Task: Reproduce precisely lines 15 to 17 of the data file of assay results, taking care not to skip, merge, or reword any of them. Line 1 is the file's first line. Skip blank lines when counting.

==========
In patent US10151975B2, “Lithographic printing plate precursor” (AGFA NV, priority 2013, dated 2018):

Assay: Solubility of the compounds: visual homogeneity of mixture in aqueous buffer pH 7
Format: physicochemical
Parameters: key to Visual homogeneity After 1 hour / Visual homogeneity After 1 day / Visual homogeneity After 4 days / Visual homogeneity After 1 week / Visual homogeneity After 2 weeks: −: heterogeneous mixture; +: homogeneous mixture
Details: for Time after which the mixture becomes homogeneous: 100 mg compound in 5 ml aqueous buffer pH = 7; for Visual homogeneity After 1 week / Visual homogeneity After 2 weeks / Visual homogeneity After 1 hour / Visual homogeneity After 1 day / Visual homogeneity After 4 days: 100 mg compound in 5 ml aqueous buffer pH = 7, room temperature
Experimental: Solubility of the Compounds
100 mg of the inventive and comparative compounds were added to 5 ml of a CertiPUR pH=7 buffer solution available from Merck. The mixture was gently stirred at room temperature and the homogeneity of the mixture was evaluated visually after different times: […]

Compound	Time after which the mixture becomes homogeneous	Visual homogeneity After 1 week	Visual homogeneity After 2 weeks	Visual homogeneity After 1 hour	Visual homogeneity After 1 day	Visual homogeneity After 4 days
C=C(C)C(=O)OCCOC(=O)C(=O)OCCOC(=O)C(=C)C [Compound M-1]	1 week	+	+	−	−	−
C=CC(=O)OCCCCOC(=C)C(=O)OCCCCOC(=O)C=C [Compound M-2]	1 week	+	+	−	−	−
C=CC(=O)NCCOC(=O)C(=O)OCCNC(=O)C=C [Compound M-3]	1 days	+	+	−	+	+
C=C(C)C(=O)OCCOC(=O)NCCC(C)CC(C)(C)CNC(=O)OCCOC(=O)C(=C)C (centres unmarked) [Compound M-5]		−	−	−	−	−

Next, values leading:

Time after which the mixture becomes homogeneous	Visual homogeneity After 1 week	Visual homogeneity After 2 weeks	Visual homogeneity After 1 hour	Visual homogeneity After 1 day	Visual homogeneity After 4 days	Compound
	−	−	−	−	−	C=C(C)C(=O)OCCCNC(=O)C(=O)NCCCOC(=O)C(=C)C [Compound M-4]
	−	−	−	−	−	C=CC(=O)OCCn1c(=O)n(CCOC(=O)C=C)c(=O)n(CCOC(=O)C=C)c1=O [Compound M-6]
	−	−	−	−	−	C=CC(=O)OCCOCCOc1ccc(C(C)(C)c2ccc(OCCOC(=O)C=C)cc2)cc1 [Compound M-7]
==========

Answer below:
	−	−	−	−	−	C=C(C)C(=O)OCCCNC(=O)C(=O)NCCCOC(=O)C(=C)C [Compound M-4]
	−	−	−	−	−	C=CC(=O)OCCn1c(=O)n(CCOC(=O)C=C)c(=O)n(CCOC(=O)C=C)c1=O [Compound M-6]
	−	−	−	−	−	C=CC(=O)OCCOCCOc1ccc(C(C)(C)c2ccc(OCCOC(=O)C=C)cc2)cc1 [Compound M-7]